Yes, it still happens today. Stoning is one of the world’s oldest forms of execution, and mentioned in the Bible frequently. It has been in use all over the world, and it continues in most Middle Eastern countries today. Stoning is a form of capital punishment, whereby a group throws stones at a person until they are dead. No individual among the group can be identified as the one who kills the subject, yet everyone involved plainly bears some degree of moral culpability. It is not as widely known to most people since it typically occurs in rural cities that continue older traditions. In fact, today, stoning is a punishment that is included in the laws of 7 countries: Saudi Arabia, Pakistan, Sudan, Iran, Yemen, the United Arab Emirates, and some states in Nigeria. Stoning is primarily enforced by Islamic fundamentalist sharia law, most often for reasons of adultery and homosexuality, but also for other bizarre cases. Stoning is not mentioned in the Qur’an, nor is it mentioned in Islamic law, but the Qur’an specifically labels all sexual intercourse outside the marital bond as being sinful. Below is an example of a modern-day stoning in Somalia that recently occurred on March 15, 2013. The reason for this punishment was solely his homosexuality. He was only 18 years old.
In 2004, 13-year-old Zhila Izadyar was sentenced to death by stoning in Iran for the “crime” of being raped by her older brother. Although the sentence was later overturned due to international outcry, equally horrific stoning sentences are quietly carried out throughout the developing world on a regular basis. Similarly, the stoning of Soraya M. in an Iranian village occurred and was documented by a French-Iranian journalist who let the world know what had happened. With the case of Soraya M., her husband conspired a plot to rid of her so that he could marry another woman even though she was innocent. And because of the limited rights for women in the Middle East, nothing could be done to prove her innocence. If you get the chance, I highly recommend you watch the movie, as it really portrays how women are treated in some parts of the world. Below is the movie trailer:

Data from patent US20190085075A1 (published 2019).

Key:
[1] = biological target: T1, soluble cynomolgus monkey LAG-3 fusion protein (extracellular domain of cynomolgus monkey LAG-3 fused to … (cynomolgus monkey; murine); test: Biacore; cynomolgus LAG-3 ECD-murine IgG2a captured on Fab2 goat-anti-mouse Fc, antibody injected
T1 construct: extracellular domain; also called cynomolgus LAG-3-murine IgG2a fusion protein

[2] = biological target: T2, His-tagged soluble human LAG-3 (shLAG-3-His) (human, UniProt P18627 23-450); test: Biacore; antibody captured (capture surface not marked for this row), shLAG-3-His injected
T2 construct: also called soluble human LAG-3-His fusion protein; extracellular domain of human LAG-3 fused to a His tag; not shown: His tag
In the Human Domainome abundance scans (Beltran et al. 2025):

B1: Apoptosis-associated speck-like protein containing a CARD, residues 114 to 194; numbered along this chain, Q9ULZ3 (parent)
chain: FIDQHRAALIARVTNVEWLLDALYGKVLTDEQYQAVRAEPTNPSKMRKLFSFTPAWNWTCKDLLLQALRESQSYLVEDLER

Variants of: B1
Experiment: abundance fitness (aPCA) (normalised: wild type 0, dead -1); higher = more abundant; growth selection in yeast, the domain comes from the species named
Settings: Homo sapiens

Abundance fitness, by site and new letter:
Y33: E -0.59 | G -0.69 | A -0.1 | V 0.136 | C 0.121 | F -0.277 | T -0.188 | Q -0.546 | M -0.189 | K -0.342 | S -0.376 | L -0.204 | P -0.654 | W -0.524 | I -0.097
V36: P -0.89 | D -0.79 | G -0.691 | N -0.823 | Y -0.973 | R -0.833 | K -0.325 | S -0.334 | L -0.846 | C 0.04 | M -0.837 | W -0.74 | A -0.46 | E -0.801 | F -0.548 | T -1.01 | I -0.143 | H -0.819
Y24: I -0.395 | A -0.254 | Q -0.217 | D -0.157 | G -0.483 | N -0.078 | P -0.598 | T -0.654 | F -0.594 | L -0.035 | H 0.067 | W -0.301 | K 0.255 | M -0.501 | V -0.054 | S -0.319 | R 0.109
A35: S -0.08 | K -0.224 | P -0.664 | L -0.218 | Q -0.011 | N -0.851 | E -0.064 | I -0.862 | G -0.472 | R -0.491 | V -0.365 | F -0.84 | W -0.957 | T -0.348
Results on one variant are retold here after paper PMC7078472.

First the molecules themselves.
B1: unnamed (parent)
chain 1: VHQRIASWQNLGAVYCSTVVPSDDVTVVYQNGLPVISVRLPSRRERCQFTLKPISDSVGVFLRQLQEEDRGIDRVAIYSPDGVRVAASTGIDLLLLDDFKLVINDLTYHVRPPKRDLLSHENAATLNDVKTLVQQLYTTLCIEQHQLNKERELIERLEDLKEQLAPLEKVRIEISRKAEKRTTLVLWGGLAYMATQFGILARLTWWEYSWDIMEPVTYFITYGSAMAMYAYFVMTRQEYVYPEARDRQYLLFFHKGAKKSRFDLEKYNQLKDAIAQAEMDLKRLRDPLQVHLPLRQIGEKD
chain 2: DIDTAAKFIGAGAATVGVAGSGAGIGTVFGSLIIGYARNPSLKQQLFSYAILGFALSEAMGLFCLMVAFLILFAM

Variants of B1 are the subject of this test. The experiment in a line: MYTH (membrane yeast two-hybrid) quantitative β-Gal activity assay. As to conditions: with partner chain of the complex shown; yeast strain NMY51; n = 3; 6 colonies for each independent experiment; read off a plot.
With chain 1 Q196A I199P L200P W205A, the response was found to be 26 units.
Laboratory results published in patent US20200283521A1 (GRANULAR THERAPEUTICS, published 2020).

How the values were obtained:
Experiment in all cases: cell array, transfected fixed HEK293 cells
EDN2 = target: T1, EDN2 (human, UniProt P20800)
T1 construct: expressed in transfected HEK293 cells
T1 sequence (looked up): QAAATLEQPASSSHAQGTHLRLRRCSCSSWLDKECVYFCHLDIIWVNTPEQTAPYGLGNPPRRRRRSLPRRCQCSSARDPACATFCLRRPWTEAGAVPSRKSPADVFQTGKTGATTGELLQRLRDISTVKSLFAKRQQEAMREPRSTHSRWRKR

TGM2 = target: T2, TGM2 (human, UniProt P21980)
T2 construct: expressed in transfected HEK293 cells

I bet you’re wondering, why aren’t there activist groups trying to stop this sort of punishment? Yes, there are, and with a quick Google search, you will see many women protesting to stop stoning, and for better rights for women. But on the other hand, there are still supporters of stoning. A survey conducted by a research center found relatively widespread popular support for stoning as a punishment for adultery in several countries including Egypt (82% of respondents in favor of the punishment), Jordan (70% in favor), Indonesia (42% in favor), Pakistan (82% favor) and Nigeria (56% in favor).
Why do you think this is still happening? Is it a way to show that they oppose westernization? Or is it just old-school traditions that stem back to Islamic roots?